Well, it's groundhog day and apparently we have 6 more weeks of winter. Honestly, no matter what the furry rodent says, we in New England KNOW that winter weather is capricious right up to (and sometimes into!) May. But spring is coming...eventually!
The good news? Trapped inside during winter is the perfect time to spruce up your house in time for the spring flurry (no pun intended) of activities. And one of the most effective ways to make changes is with paint.
There are many places where new paint will make a big difference:
Transform dated kitchen or bathroom cabinets completely with a coat of paint and new hardware. If you are happy with the layout and construction of the cabinets and it is only the finish that is tired, paint is the very best rescue! White and cream remain at the top of the popularity chart for kitchen cabinets, so if you are thinking of resale, this is a safe choice. But there are many other interesting neutrals that can work - greys or taupes for example. Greens or blues can make a very pretty choice as well. And if there is an island, that is an excellent opportunity for a bold accent color. For bathroom cabinets, black or charcoal or an accent color can be a terrific choice to add some sophistication or personalization. Paint finish for cabinets should typically be a semigloss or gloss, though there are exceptions depending on the look you are after.
This creamy white is an enduring classic and remains one of the most popular colors for kitchen and pantry cabinetry. Here it showcases the elegant lines and furniture detailing against the darker wood floors and warm beige walls of this stunning pantry.
This dated harvest gold bathroom was salvaged by painting the cabinetry and millwork in a glossy black and the walls in a tone on tone wide stripe selected to blend with the existing tiles for a budget conscious makeover.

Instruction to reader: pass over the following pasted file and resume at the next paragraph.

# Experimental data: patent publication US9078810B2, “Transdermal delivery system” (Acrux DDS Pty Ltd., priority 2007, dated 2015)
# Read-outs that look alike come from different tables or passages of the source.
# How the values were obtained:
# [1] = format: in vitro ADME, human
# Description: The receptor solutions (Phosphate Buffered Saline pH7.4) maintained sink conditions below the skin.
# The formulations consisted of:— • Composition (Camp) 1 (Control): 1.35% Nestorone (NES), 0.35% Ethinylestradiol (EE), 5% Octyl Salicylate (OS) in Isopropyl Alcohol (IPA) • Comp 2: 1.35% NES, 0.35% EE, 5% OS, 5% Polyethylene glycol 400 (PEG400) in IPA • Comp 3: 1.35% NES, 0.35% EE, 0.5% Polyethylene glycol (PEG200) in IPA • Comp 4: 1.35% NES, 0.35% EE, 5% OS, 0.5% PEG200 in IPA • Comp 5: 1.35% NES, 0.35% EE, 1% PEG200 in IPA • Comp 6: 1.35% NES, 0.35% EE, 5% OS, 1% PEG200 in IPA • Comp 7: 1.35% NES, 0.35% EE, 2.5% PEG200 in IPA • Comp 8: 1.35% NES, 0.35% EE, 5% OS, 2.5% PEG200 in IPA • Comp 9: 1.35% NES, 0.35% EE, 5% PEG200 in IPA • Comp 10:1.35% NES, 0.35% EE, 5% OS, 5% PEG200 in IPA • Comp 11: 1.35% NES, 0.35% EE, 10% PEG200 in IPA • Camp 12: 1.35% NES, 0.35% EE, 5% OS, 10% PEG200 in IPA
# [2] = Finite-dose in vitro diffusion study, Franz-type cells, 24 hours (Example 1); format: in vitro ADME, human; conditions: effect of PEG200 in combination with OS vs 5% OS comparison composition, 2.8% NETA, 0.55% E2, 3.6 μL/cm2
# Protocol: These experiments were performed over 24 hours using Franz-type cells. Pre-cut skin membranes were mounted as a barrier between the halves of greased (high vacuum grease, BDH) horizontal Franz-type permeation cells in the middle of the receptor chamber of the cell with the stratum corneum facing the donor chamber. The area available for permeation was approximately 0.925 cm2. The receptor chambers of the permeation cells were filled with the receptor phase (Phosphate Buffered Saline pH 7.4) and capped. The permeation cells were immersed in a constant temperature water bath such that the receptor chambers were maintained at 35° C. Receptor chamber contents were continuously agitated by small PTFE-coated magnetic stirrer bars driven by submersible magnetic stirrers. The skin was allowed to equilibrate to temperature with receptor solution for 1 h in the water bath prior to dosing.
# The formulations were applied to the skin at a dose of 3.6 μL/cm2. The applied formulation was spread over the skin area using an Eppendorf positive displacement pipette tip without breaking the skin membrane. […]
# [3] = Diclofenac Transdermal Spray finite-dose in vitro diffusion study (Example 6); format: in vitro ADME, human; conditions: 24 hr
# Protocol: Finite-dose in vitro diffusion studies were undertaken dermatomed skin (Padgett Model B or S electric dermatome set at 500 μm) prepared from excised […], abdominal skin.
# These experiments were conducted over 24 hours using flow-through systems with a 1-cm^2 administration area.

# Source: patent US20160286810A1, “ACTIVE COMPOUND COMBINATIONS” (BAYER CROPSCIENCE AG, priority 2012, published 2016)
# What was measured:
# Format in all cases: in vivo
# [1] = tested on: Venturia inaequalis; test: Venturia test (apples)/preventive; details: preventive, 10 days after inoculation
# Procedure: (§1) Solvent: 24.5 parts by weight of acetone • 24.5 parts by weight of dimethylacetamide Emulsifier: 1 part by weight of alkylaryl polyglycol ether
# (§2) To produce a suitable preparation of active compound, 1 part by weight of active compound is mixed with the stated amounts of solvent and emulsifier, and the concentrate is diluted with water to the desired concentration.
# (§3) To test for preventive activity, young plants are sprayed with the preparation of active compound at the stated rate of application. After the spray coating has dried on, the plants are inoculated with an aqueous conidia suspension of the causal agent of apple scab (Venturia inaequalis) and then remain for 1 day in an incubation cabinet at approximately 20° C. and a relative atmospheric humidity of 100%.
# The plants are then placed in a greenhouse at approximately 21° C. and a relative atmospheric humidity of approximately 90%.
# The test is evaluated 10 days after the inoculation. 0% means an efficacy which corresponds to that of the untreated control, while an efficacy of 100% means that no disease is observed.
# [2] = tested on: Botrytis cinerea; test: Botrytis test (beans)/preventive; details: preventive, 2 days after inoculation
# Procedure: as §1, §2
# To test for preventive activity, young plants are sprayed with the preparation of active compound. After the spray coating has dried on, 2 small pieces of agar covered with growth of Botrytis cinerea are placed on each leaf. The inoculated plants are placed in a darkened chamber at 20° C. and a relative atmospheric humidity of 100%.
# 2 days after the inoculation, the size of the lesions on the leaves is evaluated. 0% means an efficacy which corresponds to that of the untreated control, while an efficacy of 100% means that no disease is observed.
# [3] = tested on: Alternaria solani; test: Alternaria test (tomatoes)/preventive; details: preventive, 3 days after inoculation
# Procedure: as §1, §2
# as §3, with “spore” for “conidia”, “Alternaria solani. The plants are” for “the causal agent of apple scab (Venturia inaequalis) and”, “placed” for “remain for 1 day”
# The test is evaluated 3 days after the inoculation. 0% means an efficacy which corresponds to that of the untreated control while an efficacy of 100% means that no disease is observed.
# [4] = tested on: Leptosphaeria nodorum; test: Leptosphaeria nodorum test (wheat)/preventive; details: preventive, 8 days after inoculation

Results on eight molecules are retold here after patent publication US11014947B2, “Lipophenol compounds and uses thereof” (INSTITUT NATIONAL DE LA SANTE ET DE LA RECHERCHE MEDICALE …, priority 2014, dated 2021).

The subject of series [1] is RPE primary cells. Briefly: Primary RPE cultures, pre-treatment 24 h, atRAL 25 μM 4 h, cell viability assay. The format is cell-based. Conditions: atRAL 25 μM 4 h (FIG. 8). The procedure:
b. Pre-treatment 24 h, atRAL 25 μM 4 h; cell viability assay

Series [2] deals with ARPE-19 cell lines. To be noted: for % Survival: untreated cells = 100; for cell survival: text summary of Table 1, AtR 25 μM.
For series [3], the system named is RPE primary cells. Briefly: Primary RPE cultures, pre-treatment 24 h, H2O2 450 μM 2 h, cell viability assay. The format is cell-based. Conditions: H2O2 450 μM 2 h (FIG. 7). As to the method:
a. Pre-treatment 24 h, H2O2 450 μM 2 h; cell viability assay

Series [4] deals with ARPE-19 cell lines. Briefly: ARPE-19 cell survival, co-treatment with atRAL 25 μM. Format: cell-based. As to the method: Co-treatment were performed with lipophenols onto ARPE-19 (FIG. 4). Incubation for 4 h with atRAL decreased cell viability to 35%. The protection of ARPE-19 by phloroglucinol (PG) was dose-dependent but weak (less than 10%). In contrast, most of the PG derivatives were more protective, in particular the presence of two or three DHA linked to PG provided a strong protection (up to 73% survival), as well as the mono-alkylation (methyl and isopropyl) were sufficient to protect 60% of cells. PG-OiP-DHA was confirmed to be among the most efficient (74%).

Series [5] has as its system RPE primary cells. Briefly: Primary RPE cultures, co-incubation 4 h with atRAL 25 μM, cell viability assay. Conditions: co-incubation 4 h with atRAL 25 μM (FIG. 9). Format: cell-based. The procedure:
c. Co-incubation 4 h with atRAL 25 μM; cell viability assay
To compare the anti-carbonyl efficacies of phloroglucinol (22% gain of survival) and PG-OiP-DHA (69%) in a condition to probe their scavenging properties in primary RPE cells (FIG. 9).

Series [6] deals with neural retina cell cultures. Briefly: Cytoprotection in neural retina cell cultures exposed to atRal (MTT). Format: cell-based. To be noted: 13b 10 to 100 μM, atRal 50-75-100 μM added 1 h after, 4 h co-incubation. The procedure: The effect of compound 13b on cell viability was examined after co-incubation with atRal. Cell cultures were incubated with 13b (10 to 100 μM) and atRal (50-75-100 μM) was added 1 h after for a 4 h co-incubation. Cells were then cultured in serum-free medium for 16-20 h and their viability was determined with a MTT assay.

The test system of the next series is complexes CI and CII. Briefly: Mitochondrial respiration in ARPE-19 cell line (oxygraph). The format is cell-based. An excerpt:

High gloss marine blue paint on both walls and built-ins give this master bedroom a cozy library feel
Freshening up millwork (baseboards, moldings, door and window casings, doors, built-ins) with paint is always an instant lift in a room. Our favorite white millwork colors are Benjamin Moore Decorator's White for a bright white and White Dove for a softer white that still isn't ivory, but there are thousands of shades of white to choose from and what will work best depends on the other elements in the room. Another alternative is millwork darker than the walls. Gray with white walls has a very current urban chic farmhouse vibe, or black can add drama and glamour in the right setting. Painted millwork in a color picked from a rooms patterned wallcovering can be a perfect pairing. Or a glossy dark color matched to dark walls can create an intimate cocoon-like welcome. Paint finish for millwork is almost always a semigloss or gloss.
Most people forget about the ceiling in their room, but it is a large surface that should not be ignored and paint can be used to add drama, visually correct proportions, or bounce light around the space. There are many more options than "ceiling white". Rooms taller than they are wide can benefit from a darker color on the ceiling. To visually raise a low ceiling, a glossy white reflects light or a pale sky blue adds an open air feel. For sophistication and a soft glow, a metallic ceiling finish is fabulous - especially in foyers, dining rooms or powder rooms with a chandelier that bounces light off the metallic finish!
Obviously. If these walls could talk, they would beg for some attention...well they can talk, in a way. They can say energetic and warm when painted in a color like Caliente (the saturated red that is Benjamin Moore's color of the year), or Millenial Chic in pretty much ANY shade of grey. Blues and greens and blue-greens are generally calming and serene, and warm yellows and creamy tones are perpetually sunny and happy. You must consider many things about your room when choosing a wall color; natural light exposure, artificial light choices, other permanent room features... For some insider tips on choosing the perfect paint color, check out THIS post. The most common finish for wall paint is flat or eggshell, although we have used gloss to great effect in certain instances. The higher the gloss the more any imperfections will show, so walls in questionable shape are best served by flat paint. Benjamin Moore's Aura line has a really nice velvety flat paint that holds up well even in high use areas.
Robins egg blue walls and crisp white trim give this sunny powder room an airy feel